Most of Rheingans’s employees use their extra free time to fulfill passions. For instance, one project manager started taking piano lessons, fulfilling a dream she had since childhood. Others devote more time to sports or their family. In particular, the model works well for parents. Nearly half of Rheingans’s 15 employees are women, an unusually even split for a tech company. 

The limitations of less hours

Shorter work days are being piloted in industries that run the gamut from farming to health care.

Norway’s largest dairy producer, Tine, introduced a six-hour-work day, which includes a half-hour lunch break, at full pay in 2006 because of a high sick rate (10 to 13 percent) at their cheese factory in Trondheim. After the change, the sick rate was halved while productivity rose by 30 percent. But the positive effects petered out over the years, and the company recently returned to eight-hour work days. A spokesman says it’s too soon to say how the switch back affects sick rates and performance.

For similar reasons, a care home in Gothenburg, Sweden, tried six-hour work days for two years between 2015 and 2017. The staff loved it — they reported spending more quality time with the residents, the sick rate dropped by ten percent and overall staff health improved by 50 percent, according to surveys. But since nursing patients require round-the-clock care, the home had to hire 15 new employees, which meant a 22 percent increase in costs, and thus returned to the eight-hour work day after two years. 

Ultimately, work is about more than efficiently churning out an end product. Building relationships and networking factor into workplace satisfaction, too. This is one reason Stephan Aarstol, the founder of Tower Paddle Boards, reinstates the eight-hour workday in winter for team-building purposes while keeping the five-hour workday in summer so his employees can go surfing. Rheingans, too, recognized the need for social interaction and regularly organized company events before the pandemic. Twice a week, the team held a “cooking club” where everybody cooked and ate together after work. “Participation was voluntary,” Rheingans explains, “but everybody showed up.” 

What Rheingans hadn’t expected was that the switch to the five-hour work day would change the entire company mission. Interest from other companies prompted him to expand its portfolio to include workplace strategizing. He hired a psychologist to assess the culture and satisfaction at both his own and his clients’ companies.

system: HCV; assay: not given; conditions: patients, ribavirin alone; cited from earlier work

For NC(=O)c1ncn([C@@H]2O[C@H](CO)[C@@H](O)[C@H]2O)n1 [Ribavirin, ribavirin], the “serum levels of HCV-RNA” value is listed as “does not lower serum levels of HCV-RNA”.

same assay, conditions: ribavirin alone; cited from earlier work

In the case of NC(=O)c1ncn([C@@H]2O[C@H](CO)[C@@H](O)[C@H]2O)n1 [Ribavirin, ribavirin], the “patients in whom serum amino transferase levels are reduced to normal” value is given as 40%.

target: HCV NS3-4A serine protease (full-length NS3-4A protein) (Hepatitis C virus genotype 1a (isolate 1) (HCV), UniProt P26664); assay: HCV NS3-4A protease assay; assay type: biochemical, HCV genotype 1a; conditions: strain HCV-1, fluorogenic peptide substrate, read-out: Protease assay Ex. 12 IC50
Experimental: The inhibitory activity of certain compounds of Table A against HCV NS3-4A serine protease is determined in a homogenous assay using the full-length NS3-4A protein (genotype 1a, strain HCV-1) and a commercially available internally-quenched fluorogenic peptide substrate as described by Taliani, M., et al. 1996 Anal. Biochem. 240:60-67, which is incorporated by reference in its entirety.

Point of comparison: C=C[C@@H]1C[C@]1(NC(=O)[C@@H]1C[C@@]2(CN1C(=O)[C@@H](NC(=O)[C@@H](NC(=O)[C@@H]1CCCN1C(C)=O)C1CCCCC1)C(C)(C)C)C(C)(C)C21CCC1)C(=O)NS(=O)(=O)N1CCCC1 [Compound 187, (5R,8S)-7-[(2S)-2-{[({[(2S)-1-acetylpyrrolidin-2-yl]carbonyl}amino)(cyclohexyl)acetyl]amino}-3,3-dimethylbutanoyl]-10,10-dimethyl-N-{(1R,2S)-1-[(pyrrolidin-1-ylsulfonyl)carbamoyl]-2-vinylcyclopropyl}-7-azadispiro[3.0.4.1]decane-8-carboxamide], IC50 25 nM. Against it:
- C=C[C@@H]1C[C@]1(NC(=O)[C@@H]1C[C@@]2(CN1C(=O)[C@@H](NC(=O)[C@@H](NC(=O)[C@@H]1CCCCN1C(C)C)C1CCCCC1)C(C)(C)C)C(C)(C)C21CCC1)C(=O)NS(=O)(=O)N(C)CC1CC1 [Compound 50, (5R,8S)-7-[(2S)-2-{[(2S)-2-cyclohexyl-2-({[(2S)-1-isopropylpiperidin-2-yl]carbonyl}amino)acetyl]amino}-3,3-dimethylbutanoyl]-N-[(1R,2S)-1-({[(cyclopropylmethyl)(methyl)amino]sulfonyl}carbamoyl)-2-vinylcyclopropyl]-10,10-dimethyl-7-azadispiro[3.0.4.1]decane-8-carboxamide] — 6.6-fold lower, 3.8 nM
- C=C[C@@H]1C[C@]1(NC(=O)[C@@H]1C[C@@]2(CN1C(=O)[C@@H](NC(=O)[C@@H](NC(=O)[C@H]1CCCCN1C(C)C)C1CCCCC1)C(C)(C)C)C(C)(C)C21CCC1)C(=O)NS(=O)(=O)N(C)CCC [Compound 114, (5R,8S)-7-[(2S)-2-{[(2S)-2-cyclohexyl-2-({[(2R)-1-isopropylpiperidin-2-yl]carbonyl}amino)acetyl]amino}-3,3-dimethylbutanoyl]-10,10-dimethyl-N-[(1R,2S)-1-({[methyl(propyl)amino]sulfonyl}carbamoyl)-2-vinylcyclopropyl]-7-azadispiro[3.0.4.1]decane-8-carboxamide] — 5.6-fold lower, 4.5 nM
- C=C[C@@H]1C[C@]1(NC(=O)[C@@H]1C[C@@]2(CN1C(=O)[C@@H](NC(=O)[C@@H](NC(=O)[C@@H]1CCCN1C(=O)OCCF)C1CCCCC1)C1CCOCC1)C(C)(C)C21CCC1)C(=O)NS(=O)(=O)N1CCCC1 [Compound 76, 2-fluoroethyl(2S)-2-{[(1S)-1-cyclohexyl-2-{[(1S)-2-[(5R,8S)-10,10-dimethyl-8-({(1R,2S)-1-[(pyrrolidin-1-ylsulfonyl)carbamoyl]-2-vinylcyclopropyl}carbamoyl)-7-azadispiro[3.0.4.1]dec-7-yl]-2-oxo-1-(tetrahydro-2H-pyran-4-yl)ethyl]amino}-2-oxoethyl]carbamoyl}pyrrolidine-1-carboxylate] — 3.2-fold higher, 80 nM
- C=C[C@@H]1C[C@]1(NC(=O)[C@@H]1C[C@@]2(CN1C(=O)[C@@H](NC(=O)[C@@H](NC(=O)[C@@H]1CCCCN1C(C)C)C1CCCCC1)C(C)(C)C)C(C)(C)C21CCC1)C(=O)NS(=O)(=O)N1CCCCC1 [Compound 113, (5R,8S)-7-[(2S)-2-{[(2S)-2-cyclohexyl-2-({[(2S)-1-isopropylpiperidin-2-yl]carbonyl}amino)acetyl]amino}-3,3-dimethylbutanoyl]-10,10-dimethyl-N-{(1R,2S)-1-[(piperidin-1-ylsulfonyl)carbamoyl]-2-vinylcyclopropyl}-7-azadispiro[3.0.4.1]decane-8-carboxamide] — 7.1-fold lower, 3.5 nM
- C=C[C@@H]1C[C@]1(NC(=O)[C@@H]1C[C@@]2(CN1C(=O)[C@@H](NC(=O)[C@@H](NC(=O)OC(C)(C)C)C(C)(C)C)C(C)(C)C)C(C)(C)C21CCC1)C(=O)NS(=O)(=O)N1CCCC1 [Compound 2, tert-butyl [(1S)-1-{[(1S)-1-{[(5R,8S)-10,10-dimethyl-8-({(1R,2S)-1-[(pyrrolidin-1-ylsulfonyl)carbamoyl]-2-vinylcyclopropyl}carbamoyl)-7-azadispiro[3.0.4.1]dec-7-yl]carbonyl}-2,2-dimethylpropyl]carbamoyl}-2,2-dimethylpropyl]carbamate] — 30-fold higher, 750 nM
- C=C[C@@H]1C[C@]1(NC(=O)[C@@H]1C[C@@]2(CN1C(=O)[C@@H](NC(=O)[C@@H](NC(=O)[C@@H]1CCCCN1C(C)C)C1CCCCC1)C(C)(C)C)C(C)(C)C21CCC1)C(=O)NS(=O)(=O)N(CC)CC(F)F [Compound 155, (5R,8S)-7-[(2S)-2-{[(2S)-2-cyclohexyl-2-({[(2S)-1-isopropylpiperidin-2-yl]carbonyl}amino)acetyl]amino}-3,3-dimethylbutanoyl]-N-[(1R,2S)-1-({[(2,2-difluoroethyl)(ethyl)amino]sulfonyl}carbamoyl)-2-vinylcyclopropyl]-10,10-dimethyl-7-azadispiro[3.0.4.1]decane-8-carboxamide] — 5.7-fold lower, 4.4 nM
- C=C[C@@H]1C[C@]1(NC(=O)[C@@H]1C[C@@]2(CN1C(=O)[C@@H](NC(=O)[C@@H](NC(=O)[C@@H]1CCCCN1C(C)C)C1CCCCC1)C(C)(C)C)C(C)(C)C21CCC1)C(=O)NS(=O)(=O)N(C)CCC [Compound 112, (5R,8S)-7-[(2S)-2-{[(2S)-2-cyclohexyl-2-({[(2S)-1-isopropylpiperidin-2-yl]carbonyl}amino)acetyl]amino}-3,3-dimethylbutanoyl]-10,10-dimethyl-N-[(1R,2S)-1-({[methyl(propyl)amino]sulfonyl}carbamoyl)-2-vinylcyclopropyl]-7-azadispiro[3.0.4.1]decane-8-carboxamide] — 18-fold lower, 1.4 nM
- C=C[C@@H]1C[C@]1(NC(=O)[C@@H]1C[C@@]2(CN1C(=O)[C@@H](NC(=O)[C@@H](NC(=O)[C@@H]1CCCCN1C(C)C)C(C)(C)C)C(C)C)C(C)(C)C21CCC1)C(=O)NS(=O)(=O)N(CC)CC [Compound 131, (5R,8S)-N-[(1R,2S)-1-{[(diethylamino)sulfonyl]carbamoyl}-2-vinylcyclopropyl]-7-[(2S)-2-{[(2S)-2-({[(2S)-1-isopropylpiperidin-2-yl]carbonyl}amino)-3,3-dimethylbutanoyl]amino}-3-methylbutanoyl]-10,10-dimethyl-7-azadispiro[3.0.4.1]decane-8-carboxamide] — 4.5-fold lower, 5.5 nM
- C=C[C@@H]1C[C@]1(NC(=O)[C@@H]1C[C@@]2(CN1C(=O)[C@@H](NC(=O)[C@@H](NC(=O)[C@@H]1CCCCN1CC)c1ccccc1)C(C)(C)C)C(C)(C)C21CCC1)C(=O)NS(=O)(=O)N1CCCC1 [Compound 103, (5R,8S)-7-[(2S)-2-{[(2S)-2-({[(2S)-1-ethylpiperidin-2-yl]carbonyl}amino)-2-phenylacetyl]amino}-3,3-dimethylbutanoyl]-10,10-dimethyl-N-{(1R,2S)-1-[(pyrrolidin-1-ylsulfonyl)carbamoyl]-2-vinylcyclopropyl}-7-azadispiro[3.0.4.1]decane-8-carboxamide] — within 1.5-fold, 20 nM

“We see a momentum that started years ago with new work models and now assumes new importance through the pandemic,” Rheingans says. “Many people refuse to return to the same old practices as before.” He quotes a recent study that surveyed more than 2,000 workers in Germany, Austria and Switzerland — due to the pandemic, nearly 50 percent of them were questioning their old work structure. “I still believe motivated employees will do the best job,” he says. “Instead of counting work hours, we now count good work.”

The post Notifications Off! The Distraction-Free Benefits of Five-Hour Work Days appeared first on Reasons to be Cheerful.

Homes to Those Who Live in Them!

Published by Anonymous (not verified) on Fri, 25/06/2021 - 4:48am in

image/jpeg iconhousing.jpg

The demand often raised in the renters’ protests that housing should not be a commodity is a correct and an important one. But it amounts to nothing as long as the relations of power and domination of this society are not called into question.

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Greetings from “New Normal” Germany!

Published by Anonymous (not verified) on Tue, 25/05/2021 - 9:35pm in

On April 1, 1933, shortly after Hitler was appointed chancellor, the Nazis staged a boycott of Jewish businesses in Germany. Members of the Storm Troopers (“die Sturmabteilung,” or the “Storm Department,” as I like to think of them) stood around outside of Jewish-owned stores with Gothic-lettered placards reading “Germans! Defend yourselves! Do not buy from Jews!” The boycott itself was a total disaster — most Germans ignored it and just went on with their lives — but it was the beginning of the official persecution of the Jews and totalitarianism in Nazi Germany.

Last week, here in “New Normal” Germany, the government (which, it goes without saying, bears no resemblance to the Nazi regime, or any other totalitarian regime) implemented a social-segregation system that bans anyone who refuses to publicly conform to the official “New Normal” ideology from participating in German society. From now on, only those who have an official “vaccination pass” or proof of a negative PCR test are allowed to sit down and eat at restaurants, shop at “non-essential” stores, or go to bars, or the cinema, or wherever.

Here’s a notice from the website of Prater, a popular beer garden in Berlin: